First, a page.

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Europea Editors Integrate Newsrooms Web Print

Europea Editors Integrate Newsrooms Web Print

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Published by: Visual Editors on Jan 28, 2008
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European Papers See Promise in HighTech
Sunday April 8, 8:30 pm ET
By Matt Moore, AP Business Writer
European Newspaper Editors Say They Can ProvideContent Readers Need on Newsprint, Web
BERLIN (AP) -- Are newspapers set to become yesterday's news? Don'tcount on it, say editors at some of Europe's iconic publications. The pressures on the European industry are the same as in the UnitedStates: Fewer readers, less ad revenue and competition from the Internetand free papers. But European editors are optimistic they can provide thecontent readers need -- whether it's on newsprint, a computer screen, asmart phone or a futuristic electronic scroll.Some predicted the media revolution underway may even allow them toreturn to the deeper, more sophisticated journalism on which they tookpride decades ago, before the crush of round-the-clock news took its toll.What they can't agree on is how that new emphasis on quality will playout -- online or in print.Bruno Patino, director of online and digital projects at France's Le Monde,spoke of a split in which the newspaper would focus on in-depthinvestigations and the Web site would aim at more hurried audiences.Marco Pratellesi, online editor of Italy's leading Corriere della Sera, feelsexactly the opposite: The Internet, he said, is the medium that opens upopportunities for long-form traditional reporting. He noted that it costsnext to nothing to post a 10,000-word story online compared to clearingspace on the printed page and selling advertising to pay for it.Where both agreed was that traditional newspapers will live or die basedon the quality of their content -- an authoritative perspective free paperscannot provide."Our strategy is quality, to select the themes that interest our readers,"Pratellesi said. "Free newspapers, for example, are just quick reads, notnewspapers that readers actually seek out."Marek Kiwecien, a 44-year-old real estate agent sometimes reads online,but said he thinks traditional papers will survive, and the main reason iscomfort."My eyes hurt reading online, so I prefer regular newspapers," Kwieciensaid while thumbing through the Gazeta Wyborcza newspaper over a potof green tea at a central Warsaw cafe.He also noted that papers are starting to charge for their online services,as well as for access to their archives, a process Kwiecien thinks will only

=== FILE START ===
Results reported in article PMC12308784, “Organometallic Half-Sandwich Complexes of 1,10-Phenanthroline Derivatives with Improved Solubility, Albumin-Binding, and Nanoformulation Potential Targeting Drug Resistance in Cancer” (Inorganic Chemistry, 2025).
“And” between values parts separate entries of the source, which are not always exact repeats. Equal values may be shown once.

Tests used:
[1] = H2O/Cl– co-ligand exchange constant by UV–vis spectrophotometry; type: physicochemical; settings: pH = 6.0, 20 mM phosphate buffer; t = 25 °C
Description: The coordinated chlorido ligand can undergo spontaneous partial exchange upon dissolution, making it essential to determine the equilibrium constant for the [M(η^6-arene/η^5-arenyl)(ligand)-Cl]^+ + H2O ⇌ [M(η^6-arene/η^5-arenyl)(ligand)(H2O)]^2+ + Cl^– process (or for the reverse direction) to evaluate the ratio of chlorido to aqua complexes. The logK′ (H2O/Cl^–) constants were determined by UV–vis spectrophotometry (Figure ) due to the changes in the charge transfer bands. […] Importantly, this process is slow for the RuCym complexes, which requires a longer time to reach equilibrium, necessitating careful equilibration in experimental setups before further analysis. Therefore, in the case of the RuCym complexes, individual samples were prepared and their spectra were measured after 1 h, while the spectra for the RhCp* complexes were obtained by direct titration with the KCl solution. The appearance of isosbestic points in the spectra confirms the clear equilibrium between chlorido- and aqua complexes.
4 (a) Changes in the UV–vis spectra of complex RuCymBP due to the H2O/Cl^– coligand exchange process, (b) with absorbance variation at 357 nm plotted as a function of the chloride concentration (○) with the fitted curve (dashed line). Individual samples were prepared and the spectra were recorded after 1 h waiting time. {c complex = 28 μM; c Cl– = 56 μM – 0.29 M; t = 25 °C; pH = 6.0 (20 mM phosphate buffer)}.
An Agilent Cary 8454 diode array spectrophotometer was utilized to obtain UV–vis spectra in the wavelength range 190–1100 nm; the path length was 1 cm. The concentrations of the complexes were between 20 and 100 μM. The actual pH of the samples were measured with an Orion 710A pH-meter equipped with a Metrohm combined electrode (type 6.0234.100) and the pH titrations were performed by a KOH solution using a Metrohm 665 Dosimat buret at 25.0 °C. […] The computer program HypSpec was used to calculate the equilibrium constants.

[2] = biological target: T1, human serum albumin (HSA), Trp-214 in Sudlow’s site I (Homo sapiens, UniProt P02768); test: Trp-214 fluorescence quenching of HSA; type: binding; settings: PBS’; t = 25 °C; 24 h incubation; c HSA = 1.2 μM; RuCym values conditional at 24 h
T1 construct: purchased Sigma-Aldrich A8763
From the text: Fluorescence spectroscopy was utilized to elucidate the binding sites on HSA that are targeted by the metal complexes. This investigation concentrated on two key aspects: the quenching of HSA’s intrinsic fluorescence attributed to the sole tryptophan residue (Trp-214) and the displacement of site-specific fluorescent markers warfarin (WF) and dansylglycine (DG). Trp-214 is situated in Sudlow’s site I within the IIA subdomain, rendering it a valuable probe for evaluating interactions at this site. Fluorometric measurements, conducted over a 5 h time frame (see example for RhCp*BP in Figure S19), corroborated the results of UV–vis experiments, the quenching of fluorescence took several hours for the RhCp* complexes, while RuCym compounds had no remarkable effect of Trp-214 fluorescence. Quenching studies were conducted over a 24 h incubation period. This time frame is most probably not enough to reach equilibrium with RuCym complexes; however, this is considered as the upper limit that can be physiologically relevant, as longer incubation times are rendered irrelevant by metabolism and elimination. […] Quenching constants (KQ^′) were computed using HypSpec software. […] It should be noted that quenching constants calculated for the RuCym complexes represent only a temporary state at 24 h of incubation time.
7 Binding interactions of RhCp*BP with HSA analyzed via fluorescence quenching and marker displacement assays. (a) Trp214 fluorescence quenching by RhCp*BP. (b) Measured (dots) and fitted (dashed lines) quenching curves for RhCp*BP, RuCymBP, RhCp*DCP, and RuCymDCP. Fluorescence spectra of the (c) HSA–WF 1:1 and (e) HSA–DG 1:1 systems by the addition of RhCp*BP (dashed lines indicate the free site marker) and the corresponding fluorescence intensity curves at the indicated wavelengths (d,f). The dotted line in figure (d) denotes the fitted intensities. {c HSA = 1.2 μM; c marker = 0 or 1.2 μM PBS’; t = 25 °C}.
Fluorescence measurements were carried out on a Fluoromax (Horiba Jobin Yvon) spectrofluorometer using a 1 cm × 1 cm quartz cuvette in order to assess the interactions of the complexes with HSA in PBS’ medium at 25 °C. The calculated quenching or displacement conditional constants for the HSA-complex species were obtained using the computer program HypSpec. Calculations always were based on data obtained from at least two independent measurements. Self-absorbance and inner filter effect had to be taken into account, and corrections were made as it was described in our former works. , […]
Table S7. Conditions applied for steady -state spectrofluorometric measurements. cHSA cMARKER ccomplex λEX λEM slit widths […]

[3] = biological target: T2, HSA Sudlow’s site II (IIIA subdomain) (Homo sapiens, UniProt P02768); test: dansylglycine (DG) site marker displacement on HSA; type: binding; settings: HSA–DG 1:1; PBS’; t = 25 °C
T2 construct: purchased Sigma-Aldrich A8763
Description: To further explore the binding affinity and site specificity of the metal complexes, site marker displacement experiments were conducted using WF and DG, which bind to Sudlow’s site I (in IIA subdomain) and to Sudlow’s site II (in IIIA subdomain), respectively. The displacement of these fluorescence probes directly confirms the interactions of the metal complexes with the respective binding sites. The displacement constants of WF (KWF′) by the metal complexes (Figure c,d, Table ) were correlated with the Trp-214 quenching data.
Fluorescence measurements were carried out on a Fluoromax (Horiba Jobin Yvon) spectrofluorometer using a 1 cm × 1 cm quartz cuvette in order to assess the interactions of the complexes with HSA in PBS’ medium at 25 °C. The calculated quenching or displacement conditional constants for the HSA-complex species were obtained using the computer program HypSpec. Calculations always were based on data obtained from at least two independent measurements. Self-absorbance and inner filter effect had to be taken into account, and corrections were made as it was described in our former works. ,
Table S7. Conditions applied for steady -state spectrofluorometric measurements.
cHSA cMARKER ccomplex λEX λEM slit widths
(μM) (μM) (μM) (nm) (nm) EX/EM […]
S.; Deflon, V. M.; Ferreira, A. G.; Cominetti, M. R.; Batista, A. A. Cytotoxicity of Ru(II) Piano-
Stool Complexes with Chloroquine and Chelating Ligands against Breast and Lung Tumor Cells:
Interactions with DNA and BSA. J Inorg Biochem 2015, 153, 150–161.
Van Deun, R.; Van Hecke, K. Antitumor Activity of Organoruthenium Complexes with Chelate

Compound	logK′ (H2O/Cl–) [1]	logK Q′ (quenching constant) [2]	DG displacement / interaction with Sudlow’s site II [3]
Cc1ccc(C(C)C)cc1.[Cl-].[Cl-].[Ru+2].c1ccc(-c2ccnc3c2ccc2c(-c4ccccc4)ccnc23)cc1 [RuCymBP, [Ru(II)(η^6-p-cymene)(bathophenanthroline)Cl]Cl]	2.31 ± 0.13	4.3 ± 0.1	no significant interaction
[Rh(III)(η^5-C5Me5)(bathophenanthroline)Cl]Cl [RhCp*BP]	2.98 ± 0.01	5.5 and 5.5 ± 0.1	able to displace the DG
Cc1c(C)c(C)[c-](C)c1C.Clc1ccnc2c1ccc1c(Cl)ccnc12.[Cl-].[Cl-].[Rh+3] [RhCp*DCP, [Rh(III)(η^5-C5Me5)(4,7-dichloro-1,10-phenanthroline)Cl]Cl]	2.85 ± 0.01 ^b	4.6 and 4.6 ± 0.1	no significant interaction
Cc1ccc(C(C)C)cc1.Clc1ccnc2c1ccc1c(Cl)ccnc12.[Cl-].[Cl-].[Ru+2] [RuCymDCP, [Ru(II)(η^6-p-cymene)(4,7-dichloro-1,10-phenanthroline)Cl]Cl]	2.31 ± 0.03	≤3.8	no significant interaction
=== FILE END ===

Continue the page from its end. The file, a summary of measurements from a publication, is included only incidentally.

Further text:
intensify."I think that'll be another reason for papers to survive," he said.Pawel Starzynski, a 43-year-old engineer reading the Gazeta Wyborczanewspaper over a cafe latte, said he sees a place for both online newsand traditional papers in the future."I think online and traditional forms can co-exist," he said. "I like to readthis kind of paper over a coffee in a cafe and I read online at work.""I don't like to take my laptop to bed," he added. There is no denying, however, that newspaper circulation is tumblingacross Europe, as it is in the U.S. market. The most recent figuresavailable from the World Association of Newspapers showed that dailypaid newspapers in the European Union saw a 0.61 percent drop incirculation in 2005, and a 5.26 percent fall over the five years through2005.Many European newspapers are investing heavily in online editions inhopes of growth.Berlin-based Axel Springer, Europe's biggest newspaper and magazinepublisher, is set to spend some $2.67 billion to expand its digital offeringsboth in Germany and elsewhere.In Sweden, Raoul Gruenthal, managing editor of Stockholm-basedSvenska Dagbladet, said the daily has started a financial news site,http://www.e24.se., in addition to its regular news site,http://www.svd.se. "We are seizing the opportunity to use the position we have to grow inareas where we previously didn't have a strong position," he said.Going online also helps newspapers reach a global audience, a factor thatis particularly important for British papers that can count on a massiveworldwide English-speaking readership.Industry-wide in Europe -- as elsewhere -- it's not yet clear whetherInternet growth will be able to soon offset declining print revenues.But there are positive signs: Le Monde's Patino said that after recent loss-making years, the paper is expected to break even or make a profit thisyear entirely thanks to online services making up for print losses.Peter Wuertenberger, managing director for Axel Springer's Welt/BerlinerMorgenpost newspaper publishing group, said Internet revenues aregrowing 20 to 50 percent year over year, depending on the Web site.A key variable is the speed with which technology for making electroniccontent as portable as papers might evolve.French business daily Les Echos this month plans to launch a "digitalpaper" version available on specially dedicated PDA-type "readers." Thenext step would be an "e-paper" -- a flexible sheet using electronic inkthat could be constantly updated wirelessly.Philippe Jannet, director of Les Echos' digital projects, says his paper istrying to boost income by expanding the number of platforms butnarrowing their targets.

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